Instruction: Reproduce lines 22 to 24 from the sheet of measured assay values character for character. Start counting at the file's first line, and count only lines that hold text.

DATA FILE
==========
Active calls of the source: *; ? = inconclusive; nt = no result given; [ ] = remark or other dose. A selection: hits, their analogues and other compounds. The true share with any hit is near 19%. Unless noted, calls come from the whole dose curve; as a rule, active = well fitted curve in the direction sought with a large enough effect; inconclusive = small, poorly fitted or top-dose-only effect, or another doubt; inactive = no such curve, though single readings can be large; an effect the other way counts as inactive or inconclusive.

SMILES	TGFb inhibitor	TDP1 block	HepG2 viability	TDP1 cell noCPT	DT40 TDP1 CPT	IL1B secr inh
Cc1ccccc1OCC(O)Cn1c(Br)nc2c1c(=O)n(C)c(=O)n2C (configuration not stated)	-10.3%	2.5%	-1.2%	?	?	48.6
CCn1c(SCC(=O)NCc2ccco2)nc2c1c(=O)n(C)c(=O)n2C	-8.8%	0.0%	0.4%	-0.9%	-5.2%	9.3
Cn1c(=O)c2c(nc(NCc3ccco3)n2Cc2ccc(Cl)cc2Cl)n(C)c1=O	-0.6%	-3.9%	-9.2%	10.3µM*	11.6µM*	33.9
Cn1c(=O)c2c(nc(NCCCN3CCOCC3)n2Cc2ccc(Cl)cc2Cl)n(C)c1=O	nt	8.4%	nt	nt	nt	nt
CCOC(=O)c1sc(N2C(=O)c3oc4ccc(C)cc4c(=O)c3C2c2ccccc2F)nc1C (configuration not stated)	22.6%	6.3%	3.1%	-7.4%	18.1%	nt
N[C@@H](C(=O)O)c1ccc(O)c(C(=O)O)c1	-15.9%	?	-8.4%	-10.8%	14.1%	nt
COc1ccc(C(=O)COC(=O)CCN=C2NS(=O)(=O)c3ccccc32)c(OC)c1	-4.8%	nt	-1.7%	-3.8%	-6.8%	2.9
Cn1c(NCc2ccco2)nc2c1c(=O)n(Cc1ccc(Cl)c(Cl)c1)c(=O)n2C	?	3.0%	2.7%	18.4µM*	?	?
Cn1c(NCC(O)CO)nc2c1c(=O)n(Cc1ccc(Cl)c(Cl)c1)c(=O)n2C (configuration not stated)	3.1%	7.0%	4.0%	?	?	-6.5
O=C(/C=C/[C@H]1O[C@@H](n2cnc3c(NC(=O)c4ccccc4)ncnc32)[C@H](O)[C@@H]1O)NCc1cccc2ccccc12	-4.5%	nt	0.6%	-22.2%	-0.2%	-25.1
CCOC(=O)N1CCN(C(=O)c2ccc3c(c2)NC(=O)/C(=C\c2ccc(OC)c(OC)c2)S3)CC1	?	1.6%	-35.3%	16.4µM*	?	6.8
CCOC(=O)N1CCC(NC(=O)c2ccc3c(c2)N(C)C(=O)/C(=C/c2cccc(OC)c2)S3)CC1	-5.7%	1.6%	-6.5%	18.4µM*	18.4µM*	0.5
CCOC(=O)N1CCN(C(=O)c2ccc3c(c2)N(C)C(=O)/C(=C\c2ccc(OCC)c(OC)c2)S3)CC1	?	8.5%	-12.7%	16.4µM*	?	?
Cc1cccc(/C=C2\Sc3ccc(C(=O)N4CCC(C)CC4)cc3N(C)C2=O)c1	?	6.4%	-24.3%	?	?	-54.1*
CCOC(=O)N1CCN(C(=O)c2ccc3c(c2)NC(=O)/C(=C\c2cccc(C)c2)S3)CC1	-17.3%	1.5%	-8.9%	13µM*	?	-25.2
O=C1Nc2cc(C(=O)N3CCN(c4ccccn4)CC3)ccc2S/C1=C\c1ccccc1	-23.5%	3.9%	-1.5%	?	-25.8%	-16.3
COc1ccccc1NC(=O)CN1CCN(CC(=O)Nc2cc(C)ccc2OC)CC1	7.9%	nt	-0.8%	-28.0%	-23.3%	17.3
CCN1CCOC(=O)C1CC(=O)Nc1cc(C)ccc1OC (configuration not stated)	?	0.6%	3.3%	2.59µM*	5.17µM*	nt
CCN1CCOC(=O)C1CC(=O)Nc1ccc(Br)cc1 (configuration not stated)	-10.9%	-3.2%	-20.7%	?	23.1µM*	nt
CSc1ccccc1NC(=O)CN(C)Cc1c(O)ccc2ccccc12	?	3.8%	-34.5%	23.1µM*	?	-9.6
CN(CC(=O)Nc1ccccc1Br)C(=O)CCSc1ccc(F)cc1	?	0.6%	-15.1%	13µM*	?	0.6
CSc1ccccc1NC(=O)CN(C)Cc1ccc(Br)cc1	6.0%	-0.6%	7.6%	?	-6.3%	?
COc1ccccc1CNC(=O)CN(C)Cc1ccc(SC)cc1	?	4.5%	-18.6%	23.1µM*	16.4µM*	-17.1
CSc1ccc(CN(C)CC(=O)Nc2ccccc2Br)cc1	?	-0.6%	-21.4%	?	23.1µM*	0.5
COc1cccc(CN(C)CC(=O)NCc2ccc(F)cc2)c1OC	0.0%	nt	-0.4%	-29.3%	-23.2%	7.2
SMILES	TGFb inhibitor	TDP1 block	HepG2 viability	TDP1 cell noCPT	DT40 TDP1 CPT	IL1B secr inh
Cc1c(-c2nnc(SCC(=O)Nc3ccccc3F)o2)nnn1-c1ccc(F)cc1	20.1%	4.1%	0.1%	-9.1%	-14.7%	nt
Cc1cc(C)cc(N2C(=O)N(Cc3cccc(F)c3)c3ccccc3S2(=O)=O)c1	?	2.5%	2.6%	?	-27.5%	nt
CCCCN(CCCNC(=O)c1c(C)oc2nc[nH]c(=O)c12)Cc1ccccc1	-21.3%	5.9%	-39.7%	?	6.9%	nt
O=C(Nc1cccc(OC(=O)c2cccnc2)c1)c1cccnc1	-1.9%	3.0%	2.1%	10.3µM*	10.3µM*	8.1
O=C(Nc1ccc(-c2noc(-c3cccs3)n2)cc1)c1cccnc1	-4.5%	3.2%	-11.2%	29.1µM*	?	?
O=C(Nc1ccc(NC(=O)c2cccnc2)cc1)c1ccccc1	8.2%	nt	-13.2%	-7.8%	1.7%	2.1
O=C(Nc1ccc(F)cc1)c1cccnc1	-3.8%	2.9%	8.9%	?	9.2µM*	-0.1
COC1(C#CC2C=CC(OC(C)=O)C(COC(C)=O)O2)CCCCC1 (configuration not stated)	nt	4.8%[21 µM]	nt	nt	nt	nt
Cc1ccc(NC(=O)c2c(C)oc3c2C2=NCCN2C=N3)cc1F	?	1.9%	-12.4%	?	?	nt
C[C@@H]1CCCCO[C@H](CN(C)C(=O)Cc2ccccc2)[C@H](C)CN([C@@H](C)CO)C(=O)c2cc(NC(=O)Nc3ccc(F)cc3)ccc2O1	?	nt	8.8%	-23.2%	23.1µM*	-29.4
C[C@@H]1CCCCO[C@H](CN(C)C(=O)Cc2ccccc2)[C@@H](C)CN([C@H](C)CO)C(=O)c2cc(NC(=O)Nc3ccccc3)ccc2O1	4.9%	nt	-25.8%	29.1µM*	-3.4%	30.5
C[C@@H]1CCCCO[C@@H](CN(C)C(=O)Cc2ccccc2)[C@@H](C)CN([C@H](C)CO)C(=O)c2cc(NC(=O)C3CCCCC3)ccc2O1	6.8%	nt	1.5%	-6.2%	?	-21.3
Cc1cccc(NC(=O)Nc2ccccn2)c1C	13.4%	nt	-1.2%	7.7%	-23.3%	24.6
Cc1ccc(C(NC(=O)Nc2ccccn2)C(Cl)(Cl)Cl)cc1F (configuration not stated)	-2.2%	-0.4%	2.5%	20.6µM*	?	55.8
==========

CSc1ccccc1NC(=O)CN(C)Cc1c(O)ccc2ccccc12	?	3.8%	-34.5%	23.1µM*	?	-9.6
CN(CC(=O)Nc1ccccc1Br)C(=O)CCSc1ccc(F)cc1	?	0.6%	-15.1%	13µM*	?	0.6
CSc1ccccc1NC(=O)CN(C)Cc1ccc(Br)cc1	6.0%	-0.6%	7.6%	?	-6.3%	?